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The biology behind severe PMS

Date:
December 21, 2011
Source:
Ume universitet
Summary:
Sensitivity to allopregnanolone, a hormone that occurs naturally in the body after ovulation and during pregnancy, changes during the course of the menstrual cycle and is different in women with severe PMS compared with women without PMS complaints.

Sensitivity to allopregnanolone, a hormone that occurs naturally in the body after ovulation and during pregnancy, changes during the course of the menstrual cycle and is different in women with severe pre-menstrual syndrome (PMS) compared with women without PMS complaints.

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This has been shown by Erika Timby in her doctoral dissertation recently defended at Ume University, Sweden.

Women without mood changes prior to menstruation are more sensitive to allopregnanolone immediately after menstruation and less sensitive before. On the other hand, sensitivity to allopregnanolone in women who suffer from severe PMS with pronounced mood shifts ahead of every period is the opposite: these women are more sensitive before than after. This may mean that they have less ability to adapt to hormonal variations prior to menstruation.

It is unclear what causes this, however, but it may be that these individuals have an altered function in one of the brain's signal substance system, the so-called GABA system. The researchers indirectly measure the effect on the GABA system with the help of a special method that monitors the speed of eye movements when the subject follows a moving point of light.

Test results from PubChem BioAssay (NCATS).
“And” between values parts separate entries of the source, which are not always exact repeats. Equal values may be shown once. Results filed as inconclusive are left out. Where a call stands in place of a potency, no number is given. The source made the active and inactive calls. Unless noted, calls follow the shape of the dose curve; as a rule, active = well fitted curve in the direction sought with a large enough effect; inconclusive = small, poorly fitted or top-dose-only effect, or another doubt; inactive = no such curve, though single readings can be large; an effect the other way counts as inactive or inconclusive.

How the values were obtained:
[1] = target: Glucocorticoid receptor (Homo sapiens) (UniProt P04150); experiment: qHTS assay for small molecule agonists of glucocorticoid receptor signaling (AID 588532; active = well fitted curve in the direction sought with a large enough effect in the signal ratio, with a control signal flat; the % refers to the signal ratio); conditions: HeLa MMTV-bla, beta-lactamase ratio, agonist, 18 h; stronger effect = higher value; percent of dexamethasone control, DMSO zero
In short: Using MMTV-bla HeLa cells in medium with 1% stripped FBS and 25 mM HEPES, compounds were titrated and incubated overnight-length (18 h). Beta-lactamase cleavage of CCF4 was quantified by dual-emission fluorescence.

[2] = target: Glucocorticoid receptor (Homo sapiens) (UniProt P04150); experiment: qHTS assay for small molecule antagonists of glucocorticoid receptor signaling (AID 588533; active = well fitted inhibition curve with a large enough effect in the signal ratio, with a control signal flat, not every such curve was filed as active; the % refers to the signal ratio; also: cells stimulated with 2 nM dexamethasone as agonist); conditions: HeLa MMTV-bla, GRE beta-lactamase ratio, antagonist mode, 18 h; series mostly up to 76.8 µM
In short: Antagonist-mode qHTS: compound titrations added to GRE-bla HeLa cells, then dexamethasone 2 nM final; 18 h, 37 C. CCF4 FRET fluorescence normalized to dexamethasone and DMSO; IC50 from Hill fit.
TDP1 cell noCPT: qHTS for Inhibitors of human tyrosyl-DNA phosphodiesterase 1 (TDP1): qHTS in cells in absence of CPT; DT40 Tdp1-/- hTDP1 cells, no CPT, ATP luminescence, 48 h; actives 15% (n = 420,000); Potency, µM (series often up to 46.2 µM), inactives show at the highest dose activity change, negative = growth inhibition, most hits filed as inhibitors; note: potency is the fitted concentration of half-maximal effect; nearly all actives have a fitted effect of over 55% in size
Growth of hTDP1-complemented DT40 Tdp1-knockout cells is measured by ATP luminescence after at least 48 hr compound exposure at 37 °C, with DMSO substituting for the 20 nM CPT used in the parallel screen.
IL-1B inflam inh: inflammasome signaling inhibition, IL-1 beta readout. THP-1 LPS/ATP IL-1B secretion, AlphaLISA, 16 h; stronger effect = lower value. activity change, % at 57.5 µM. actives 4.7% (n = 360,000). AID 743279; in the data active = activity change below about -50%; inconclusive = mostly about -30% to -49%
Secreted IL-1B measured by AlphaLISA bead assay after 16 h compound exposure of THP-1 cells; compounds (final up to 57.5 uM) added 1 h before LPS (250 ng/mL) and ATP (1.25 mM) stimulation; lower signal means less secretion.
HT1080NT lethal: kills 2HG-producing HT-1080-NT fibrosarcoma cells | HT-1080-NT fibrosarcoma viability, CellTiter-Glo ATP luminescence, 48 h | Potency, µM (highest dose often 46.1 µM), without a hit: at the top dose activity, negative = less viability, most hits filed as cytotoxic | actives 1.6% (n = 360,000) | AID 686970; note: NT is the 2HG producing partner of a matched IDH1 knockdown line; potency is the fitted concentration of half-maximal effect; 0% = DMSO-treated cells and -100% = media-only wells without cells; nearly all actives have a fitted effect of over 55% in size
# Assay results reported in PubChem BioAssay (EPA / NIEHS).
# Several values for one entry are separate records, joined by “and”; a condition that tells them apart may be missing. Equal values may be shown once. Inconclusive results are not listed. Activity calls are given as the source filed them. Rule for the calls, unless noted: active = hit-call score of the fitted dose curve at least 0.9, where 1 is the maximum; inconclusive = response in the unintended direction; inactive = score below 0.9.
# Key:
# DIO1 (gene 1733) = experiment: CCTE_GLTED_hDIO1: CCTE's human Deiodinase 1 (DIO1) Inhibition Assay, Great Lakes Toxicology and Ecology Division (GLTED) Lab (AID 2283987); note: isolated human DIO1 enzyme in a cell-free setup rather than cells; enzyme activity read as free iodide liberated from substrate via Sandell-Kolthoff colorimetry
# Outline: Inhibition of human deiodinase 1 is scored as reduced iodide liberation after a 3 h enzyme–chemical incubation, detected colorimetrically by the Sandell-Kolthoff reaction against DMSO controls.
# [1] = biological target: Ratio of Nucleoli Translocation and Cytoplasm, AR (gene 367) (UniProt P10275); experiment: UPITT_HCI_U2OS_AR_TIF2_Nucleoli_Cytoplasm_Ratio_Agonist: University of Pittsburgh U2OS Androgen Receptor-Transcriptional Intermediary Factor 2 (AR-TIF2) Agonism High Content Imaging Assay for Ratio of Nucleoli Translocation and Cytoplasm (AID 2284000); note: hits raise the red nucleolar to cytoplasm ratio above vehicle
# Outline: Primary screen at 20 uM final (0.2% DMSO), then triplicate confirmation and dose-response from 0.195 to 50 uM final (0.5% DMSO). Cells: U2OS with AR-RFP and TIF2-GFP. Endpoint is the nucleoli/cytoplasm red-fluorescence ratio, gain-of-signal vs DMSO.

In the studies women were given the endogenous substance allopregnanolone in doses that elevated the allopregnanolone in the blood to levels normally seen during pregnancy. A fatiguing effect was recorded in the form of slower eye movement and increased feeling of tiredness.

"We have studied few women, but this is one of the first studies to examine the effects of this particular metabolite from the corpus luteus hormone in humans. Greater knowledge of the underlying mechanisms of pronounced PMS can ultimately provide clues for new methods of treatment," says Erika Timby, a specialist physician at the Women's Clinic, Norrlands University Hospital in Ume and a doctoral candidate at the Department of Clinical Science, Unit for Obstetrics and Gynecology, Ume University.

Dissertation: Allopregnanolone effects in women. Clinical studies in relation to the menstrual cycle, premenstrual dysphoric disorder and oral contraceptive use.


Story Source:

The above story is based on materials provided by Ume universitet. Note: Materials may be edited for content and length.


Cite This Page:

Ume universitet. "The biology behind severe PMS." ScienceDaily. ScienceDaily, 21 December 2011. <www.sciencedaily.com/releases/2011/12/111221091722.htm>.
Ume universitet. (2011, December 21). The biology behind severe PMS. ScienceDaily. Retrieved February 1, 2015 from www.sciencedaily.com/releases/2011/12/111221091722.htm
Ume universitet. "The biology behind severe PMS." ScienceDaily. www.sciencedaily.com/releases/2011/12/111221091722.htm (accessed February 1, 2015).

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